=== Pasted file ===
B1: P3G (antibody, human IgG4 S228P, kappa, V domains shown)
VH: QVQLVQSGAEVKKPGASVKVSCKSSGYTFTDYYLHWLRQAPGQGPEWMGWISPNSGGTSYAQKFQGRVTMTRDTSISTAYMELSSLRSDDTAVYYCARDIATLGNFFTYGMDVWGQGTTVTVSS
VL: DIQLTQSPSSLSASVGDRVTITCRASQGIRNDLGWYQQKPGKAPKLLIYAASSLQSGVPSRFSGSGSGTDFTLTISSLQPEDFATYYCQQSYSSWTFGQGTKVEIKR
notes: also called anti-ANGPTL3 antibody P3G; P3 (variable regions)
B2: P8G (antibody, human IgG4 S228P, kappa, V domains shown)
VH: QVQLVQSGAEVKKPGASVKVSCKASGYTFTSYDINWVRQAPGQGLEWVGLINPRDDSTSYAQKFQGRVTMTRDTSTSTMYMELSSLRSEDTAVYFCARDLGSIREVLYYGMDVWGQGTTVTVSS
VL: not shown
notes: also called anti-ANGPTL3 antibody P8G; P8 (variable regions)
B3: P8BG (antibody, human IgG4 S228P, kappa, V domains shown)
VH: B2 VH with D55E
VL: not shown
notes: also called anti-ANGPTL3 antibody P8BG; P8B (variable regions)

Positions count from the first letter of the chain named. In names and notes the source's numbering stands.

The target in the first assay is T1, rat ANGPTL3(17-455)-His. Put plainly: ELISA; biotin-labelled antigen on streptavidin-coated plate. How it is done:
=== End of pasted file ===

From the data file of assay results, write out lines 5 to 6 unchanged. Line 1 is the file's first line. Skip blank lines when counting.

B2: P8G (antibody, human IgG4 S228P, kappa, V domains shown)
VH: QVQLVQSGAEVKKPGASVKVSCKASGYTFTSYDINWVRQAPGQGLEWVGLINPRDDSTSYAQKFQGRVTMTRDTSTSTMYMELSSLRSEDTAVYFCARDLGSIREVLYYGMDVWGQGTTVTVSS